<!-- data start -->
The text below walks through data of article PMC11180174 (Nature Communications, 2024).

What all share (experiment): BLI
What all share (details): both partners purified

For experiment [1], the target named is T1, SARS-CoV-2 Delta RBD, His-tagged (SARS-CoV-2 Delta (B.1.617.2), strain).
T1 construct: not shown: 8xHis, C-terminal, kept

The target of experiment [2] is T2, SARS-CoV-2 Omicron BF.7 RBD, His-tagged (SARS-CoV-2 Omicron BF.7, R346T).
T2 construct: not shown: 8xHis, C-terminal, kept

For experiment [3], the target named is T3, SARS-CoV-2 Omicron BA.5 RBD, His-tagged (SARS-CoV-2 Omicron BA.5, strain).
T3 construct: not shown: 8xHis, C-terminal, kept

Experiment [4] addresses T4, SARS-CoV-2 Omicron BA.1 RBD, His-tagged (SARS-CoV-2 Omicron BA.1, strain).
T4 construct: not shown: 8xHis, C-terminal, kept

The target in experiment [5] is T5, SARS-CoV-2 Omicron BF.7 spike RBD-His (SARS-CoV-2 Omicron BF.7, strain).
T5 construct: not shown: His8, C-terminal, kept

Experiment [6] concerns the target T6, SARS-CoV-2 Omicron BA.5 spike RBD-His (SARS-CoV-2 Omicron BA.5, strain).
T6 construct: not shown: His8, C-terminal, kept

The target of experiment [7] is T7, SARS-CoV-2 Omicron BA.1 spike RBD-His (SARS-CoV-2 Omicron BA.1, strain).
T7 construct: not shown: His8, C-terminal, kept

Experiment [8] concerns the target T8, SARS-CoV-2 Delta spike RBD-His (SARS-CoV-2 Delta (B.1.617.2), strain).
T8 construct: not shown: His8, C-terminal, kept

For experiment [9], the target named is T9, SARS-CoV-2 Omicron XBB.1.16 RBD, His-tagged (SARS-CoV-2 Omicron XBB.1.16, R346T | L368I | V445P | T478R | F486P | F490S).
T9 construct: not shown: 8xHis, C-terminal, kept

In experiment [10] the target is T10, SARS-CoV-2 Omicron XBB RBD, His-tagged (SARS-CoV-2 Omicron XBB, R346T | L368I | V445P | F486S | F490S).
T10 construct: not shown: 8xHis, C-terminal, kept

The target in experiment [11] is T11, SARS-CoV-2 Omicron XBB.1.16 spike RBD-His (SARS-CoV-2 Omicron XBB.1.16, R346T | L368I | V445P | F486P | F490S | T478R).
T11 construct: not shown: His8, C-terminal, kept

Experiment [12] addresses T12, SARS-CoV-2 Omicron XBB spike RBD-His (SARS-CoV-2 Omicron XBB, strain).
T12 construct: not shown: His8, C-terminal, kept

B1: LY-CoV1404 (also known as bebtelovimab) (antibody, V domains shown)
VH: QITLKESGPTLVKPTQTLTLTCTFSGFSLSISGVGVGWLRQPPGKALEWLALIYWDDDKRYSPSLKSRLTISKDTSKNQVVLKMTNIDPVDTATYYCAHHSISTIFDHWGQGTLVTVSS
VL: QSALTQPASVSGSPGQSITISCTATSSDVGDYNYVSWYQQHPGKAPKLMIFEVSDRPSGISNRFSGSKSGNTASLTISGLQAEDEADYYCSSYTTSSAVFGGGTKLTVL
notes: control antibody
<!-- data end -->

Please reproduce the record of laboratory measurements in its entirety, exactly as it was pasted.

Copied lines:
The text below walks through data of article PMC11180174 (Nature Communications, 2024).

What all share (experiment): BLI
What all share (details): both partners purified

For experiment [1], the target named is T1, SARS-CoV-2 Delta RBD, His-tagged (SARS-CoV-2 Delta (B.1.617.2), strain).
T1 construct: not shown: 8xHis, C-terminal, kept

The target of experiment [2] is T2, SARS-CoV-2 Omicron BF.7 RBD, His-tagged (SARS-CoV-2 Omicron BF.7, R346T).
T2 construct: not shown: 8xHis, C-terminal, kept

For experiment [3], the target named is T3, SARS-CoV-2 Omicron BA.5 RBD, His-tagged (SARS-CoV-2 Omicron BA.5, strain).
T3 construct: not shown: 8xHis, C-terminal, kept

Experiment [4] addresses T4, SARS-CoV-2 Omicron BA.1 RBD, His-tagged (SARS-CoV-2 Omicron BA.1, strain).
T4 construct: not shown: 8xHis, C-terminal, kept

The target in experiment [5] is T5, SARS-CoV-2 Omicron BF.7 spike RBD-His (SARS-CoV-2 Omicron BF.7, strain).
T5 construct: not shown: His8, C-terminal, kept

Experiment [6] concerns the target T6, SARS-CoV-2 Omicron BA.5 spike RBD-His (SARS-CoV-2 Omicron BA.5, strain).
T6 construct: not shown: His8, C-terminal, kept

The target of experiment [7] is T7, SARS-CoV-2 Omicron BA.1 spike RBD-His (SARS-CoV-2 Omicron BA.1, strain).
T7 construct: not shown: His8, C-terminal, kept

Experiment [8] concerns the target T8, SARS-CoV-2 Delta spike RBD-His (SARS-CoV-2 Delta (B.1.617.2), strain).
T8 construct: not shown: His8, C-terminal, kept

For experiment [9], the target named is T9, SARS-CoV-2 Omicron XBB.1.16 RBD, His-tagged (SARS-CoV-2 Omicron XBB.1.16, R346T | L368I | V445P | T478R | F486P | F490S).
T9 construct: not shown: 8xHis, C-terminal, kept

In experiment [10] the target is T10, SARS-CoV-2 Omicron XBB RBD, His-tagged (SARS-CoV-2 Omicron XBB, R346T | L368I | V445P | F486S | F490S).
T10 construct: not shown: 8xHis, C-terminal, kept

The target in experiment [11] is T11, SARS-CoV-2 Omicron XBB.1.16 spike RBD-His (SARS-CoV-2 Omicron XBB.1.16, R346T | L368I | V445P | F486P | F490S | T478R).
T11 construct: not shown: His8, C-terminal, kept

Experiment [12] addresses T12, SARS-CoV-2 Omicron XBB spike RBD-His (SARS-CoV-2 Omicron XBB, strain).
T12 construct: not shown: His8, C-terminal, kept

B1: LY-CoV1404 (also known as bebtelovimab) (antibody, V domains shown)
VH: QITLKESGPTLVKPTQTLTLTCTFSGFSLSISGVGVGWLRQPPGKALEWLALIYWDDDKRYSPSLKSRLTISKDTSKNQVVLKMTNIDPVDTATYYCAHHSISTIFDHWGQGTLVTVSS
VL: QSALTQPASVSGSPGQSITISCTATSSDVGDYNYVSWYQQHPGKAPKLMIFEVSDRPSGISNRFSGSKSGNTASLTISGLQAEDEADYYCSSYTTSSAVFGGGTKLTVL
notes: control antibody